Uncovering the Role of N-Acetyl-Aspartyl-Glutamate as a Glutamate Reservoir in Cancer

Tu Nguyen, Brian James Kirsch, Ryoichi Asaka, Karim Nabi, Addison Quinones, Jessica Tan, Marjorie Justine Antonio, Felipe Camelo, Ting Li, Stephanie Nguyen, Giang Hoang, Kiet Nguyen, Sunag Udupa, Christos Sazeides, Yao An Shen, Amira Elgogary, Juvenal Reyes, Liang Zhao, Andre Kleensang, Kaisorn Lee ChaichanaThomas Hartung, Michael J. Betenbaugh, Suely K. Marie, Jin G. Jung, Tian Li Wang, Edward Gabrielson, Anne Le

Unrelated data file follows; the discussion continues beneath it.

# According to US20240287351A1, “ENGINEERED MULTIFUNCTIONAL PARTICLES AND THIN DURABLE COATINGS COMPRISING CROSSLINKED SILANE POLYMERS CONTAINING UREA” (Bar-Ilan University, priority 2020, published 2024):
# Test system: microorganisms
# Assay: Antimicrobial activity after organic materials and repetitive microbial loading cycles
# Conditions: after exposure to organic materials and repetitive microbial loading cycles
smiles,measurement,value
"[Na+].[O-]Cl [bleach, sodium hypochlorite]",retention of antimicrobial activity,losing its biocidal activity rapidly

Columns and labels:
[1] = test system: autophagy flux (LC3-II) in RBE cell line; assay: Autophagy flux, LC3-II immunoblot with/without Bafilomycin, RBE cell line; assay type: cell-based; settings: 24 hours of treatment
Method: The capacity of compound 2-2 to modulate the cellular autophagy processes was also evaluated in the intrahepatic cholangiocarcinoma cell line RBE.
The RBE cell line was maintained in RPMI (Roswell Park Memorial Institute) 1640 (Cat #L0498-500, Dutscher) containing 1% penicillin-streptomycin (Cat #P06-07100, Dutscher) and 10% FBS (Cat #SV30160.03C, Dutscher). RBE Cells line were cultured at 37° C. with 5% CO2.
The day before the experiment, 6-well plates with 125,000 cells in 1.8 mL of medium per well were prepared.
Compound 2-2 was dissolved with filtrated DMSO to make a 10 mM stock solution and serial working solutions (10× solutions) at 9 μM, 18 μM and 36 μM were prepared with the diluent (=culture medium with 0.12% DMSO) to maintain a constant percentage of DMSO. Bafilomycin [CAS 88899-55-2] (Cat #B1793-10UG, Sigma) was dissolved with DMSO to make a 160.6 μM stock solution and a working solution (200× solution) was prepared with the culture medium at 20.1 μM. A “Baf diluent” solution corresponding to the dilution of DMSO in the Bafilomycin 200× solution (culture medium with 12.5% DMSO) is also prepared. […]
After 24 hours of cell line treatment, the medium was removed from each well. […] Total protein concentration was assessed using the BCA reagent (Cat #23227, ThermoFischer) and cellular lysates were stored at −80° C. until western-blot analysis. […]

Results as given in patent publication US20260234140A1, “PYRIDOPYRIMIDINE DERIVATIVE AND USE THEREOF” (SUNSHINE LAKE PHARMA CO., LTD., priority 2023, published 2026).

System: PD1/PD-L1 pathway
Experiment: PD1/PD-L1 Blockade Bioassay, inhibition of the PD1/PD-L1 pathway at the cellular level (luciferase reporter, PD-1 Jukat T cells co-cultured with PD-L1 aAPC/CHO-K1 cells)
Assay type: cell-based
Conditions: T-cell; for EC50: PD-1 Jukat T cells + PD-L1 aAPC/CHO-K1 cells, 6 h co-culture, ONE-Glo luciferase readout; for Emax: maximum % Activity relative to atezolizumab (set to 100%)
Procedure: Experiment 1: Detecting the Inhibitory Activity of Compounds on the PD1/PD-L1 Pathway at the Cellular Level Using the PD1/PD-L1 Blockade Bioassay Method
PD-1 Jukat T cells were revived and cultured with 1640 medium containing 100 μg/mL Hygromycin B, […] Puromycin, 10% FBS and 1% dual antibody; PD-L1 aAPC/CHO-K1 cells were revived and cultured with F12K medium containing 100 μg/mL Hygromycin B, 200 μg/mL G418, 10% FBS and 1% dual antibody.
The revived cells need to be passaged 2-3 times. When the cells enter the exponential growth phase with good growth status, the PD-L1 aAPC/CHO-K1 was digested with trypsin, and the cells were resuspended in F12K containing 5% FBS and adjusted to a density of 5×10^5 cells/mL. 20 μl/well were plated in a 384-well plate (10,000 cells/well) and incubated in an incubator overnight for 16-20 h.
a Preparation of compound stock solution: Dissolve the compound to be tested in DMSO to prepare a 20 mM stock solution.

Research output: Contribution to journalArticlepeer-review


Nguyen et al. show that NAAG is more abundant in higher grade cancers and a source of glutamate in cancers expressing GCPII, the enzyme that hydrolyzes NAAG to glutamate and NAA. The results suggest that GCPII is a viable target for cancer therapy, either alone or in combination with glutaminase inhibition.

Original languageEnglish (US)
Pages (from-to)491-501.e6
JournalCell Reports
Issue number2
StatePublished - Apr 9 2019


  • N-acetyl-aspartyl-glutamate
  • NAAG
  • glutamate carboxypeptidase II
  • glutamate deprivation
  • glutamate reservoir
  • glutaminase inhibitor
  • metabolomics
  • stable isotope resolved

ASJC Scopus subject areas

  • Biochemistry, Genetics and Molecular Biology(all)


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